The word mindfulness is a buzz word that we see and hear frequently. During a stressful time, a moment of mindfulness can pay off in dividends. Let’s be real, who isn’t stressed right now? Whether it’s parenting a child who is remote learning, challenges with work-life balance or the uncertainty of navigating a global pandemic, stress seems to be continually lurking around the corner. We all manage stress in different ways. Being physically active, spending time enjoying a hobby and sharing time with loved ones are all healthy options to relieve stress. Intentionally practicing everyday mindfulness is a practice to consider including in your daily routine.
Over the past several months families have experienced change. Many of these changes, parents didn’t have any control over. However, parents do have control about their inner experience and how they react outwardly. It is likely parents are having conversations with or around their children about COVID-19. According to the Centers for Disease Control and Prevention, “When parents and caregivers deal with COVID-19 calmly and confidently, they can provide the best support for their children.”
Practicing mindfulness can help parents act skillfully and not emotionally in stressful situations. Science suggest practicing mindfulness creates changes in brain function as well as changes in the body’s response to stress. A study from Loyola University of Maryland showed that people who practice mindful meditation generally recover quicker from stressful events. Other benefits include: improved ability to relax, concentrate and increased creativity, self-awareness, work/school performance.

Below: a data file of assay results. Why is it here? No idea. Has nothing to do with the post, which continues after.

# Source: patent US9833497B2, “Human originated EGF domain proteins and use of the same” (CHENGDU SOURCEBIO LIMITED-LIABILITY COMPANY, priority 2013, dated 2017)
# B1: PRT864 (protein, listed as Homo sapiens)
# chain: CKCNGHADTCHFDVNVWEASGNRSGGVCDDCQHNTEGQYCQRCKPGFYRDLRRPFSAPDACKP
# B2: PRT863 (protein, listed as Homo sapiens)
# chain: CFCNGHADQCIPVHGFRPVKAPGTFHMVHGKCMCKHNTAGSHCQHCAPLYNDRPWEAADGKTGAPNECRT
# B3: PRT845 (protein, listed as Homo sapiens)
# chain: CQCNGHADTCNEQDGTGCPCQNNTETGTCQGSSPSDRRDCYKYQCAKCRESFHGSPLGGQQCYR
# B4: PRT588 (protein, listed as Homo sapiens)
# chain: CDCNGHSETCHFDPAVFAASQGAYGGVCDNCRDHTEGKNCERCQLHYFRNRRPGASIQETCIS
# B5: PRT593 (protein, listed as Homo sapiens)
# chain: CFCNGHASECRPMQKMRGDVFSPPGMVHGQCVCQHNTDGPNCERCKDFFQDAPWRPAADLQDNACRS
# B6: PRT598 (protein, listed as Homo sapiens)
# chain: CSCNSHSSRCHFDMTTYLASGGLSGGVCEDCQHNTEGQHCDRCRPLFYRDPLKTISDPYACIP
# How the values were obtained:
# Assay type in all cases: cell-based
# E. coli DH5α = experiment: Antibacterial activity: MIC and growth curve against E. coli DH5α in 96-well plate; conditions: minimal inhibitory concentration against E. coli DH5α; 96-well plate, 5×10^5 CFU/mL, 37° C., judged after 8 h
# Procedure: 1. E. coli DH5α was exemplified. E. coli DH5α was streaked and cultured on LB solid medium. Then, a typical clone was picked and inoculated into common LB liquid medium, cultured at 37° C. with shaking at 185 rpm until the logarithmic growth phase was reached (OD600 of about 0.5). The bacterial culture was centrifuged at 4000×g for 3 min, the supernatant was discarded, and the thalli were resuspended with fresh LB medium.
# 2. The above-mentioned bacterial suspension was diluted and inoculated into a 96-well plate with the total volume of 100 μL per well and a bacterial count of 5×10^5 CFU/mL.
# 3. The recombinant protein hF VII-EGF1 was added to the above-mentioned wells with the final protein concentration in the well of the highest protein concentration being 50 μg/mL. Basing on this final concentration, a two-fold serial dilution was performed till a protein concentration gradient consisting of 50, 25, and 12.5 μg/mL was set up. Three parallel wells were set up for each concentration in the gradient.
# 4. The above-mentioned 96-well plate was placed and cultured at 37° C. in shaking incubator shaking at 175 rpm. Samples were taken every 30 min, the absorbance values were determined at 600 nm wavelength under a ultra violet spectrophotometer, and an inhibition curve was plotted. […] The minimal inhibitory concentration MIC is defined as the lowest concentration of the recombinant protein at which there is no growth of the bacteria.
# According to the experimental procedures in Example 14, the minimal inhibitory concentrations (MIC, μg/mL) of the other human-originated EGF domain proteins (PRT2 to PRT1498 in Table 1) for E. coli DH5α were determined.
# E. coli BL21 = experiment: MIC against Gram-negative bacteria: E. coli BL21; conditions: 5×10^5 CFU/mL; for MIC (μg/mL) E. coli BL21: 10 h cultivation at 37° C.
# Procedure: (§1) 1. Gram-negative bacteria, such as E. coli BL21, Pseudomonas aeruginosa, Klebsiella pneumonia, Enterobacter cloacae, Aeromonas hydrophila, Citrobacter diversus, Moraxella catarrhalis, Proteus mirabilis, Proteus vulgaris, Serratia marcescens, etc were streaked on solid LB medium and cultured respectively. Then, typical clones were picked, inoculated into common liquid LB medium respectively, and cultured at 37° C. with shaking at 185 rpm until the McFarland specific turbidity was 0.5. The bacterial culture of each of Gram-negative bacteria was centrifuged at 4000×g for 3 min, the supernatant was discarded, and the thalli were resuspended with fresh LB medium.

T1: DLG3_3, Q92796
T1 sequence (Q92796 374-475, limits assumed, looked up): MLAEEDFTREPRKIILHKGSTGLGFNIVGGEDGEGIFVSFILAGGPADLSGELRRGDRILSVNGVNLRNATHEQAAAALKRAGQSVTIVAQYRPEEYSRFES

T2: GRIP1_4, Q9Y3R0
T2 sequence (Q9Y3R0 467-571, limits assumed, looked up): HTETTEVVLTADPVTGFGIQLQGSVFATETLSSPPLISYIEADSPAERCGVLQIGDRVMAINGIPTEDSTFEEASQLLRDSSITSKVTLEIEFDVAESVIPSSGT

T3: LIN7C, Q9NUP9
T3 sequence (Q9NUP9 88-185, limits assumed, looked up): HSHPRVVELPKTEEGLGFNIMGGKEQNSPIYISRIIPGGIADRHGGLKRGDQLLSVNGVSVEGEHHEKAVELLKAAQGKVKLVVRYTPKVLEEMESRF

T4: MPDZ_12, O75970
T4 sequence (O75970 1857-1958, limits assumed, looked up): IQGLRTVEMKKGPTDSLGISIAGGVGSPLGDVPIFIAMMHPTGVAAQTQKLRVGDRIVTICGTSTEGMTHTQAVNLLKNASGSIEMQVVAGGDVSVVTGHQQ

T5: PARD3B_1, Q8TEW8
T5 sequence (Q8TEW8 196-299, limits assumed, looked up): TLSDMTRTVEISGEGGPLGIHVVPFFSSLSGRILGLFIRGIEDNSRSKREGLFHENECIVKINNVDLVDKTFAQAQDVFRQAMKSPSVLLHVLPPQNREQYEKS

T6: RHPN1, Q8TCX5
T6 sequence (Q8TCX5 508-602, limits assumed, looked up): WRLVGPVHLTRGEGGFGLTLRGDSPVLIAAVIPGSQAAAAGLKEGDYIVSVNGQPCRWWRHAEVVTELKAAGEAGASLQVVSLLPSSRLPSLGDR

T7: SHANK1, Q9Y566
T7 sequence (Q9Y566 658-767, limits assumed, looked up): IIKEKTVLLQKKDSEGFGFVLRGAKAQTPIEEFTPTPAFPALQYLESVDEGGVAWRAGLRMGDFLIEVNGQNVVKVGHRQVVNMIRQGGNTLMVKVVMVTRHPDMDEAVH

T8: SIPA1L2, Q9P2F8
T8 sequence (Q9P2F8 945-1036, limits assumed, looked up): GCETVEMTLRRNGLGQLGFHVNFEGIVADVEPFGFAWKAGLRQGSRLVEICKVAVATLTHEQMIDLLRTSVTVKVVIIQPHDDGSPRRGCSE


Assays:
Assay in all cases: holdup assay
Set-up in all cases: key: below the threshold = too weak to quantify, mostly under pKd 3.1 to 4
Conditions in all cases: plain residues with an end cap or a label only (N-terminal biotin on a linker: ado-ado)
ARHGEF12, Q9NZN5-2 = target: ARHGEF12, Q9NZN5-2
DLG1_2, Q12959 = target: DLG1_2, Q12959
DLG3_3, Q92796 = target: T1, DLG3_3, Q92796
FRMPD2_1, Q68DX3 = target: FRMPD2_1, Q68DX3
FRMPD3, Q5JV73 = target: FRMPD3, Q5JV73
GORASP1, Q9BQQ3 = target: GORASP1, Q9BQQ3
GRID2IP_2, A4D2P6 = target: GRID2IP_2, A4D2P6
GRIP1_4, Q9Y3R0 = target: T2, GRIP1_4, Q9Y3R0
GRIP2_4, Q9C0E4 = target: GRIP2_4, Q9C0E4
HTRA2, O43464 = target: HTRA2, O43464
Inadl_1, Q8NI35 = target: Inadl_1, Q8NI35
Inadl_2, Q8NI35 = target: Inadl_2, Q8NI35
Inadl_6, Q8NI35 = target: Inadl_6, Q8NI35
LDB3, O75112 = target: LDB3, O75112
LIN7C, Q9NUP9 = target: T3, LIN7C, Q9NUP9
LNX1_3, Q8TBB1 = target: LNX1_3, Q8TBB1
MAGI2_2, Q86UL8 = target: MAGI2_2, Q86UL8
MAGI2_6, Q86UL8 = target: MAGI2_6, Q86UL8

Mindful relaxation can help combat stress. The brain responds to meditation by increasing alpha brain wave activity, lowering blood pressure, pulse rate, respiration rate and metabolic rate. (https://www.takingcharge.csh.umn.edu/enhance-your-wellbeing/health/stress-mastery/learn-relaxation-techniques)
To practice mindful relaxation, try these steps:
- Set aside time each day for uninterrupted mindful meditation. Start with as little as five minutes.
- Choose a quiet place away from any technology.
- Find a comfortable body position.
- Focus on your breath flowing in and out.
- Let any negative thoughts float away like clouds.
Breathing techniques and using imagery are also practices to include in mindful moments. Taking deep breaths helps slow the heart rate and lower blood pressure. Imagery exercises are also helpful. A common practice is to picture yourself in a calm setting. Adults and youth can benefit from these mindful practices. Like physical exercise, certain mindfulness practices may work better for some compared to others.
In the spring of 2020, K-State Research and Extension published a series of videos about mindful practices for youth and adults. Practices range from yoga to breathing. The entire series can be found at: https://www.facebook.com/watch/271533152919/332453344817070